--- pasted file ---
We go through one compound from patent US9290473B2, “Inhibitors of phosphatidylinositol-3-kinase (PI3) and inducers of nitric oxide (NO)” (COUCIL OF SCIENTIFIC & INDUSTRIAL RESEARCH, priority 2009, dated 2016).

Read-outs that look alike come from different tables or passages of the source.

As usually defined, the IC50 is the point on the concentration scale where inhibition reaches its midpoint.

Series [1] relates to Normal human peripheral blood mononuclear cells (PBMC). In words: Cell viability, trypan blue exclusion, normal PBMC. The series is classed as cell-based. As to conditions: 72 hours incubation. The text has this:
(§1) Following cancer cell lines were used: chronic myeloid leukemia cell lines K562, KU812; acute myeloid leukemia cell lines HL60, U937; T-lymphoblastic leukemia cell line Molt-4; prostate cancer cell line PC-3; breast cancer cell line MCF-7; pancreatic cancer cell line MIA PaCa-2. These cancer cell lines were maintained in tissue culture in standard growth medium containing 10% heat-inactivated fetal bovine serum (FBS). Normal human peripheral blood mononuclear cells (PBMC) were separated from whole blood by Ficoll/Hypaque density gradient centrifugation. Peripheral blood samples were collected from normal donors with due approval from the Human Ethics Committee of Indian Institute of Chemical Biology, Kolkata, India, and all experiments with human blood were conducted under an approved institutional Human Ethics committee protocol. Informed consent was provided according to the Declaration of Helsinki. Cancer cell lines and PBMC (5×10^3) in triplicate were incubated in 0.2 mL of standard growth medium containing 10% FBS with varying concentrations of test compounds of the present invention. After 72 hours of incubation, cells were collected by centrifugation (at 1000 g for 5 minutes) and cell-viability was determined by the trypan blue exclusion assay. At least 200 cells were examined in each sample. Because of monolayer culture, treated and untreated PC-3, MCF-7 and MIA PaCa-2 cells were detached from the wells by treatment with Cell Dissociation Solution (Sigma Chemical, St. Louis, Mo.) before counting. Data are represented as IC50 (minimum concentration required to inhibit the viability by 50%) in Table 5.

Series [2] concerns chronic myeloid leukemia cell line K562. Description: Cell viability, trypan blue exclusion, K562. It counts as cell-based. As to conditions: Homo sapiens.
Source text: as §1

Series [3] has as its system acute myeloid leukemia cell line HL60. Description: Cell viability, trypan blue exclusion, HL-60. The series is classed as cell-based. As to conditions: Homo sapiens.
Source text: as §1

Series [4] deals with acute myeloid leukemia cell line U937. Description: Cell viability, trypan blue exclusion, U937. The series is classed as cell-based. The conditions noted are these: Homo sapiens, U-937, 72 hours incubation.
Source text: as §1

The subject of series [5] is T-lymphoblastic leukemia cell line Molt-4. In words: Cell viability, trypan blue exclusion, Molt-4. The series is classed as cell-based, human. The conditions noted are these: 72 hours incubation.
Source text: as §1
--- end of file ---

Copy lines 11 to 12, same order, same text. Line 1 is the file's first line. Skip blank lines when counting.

Source text: as §1

The subject of series [5] is T-lymphoblastic leukemia cell line Molt-4. In words: Cell viability, trypan blue exclusion, Molt-4. The series is classed as cell-based, human. The conditions noted are these: 72 hours incubation.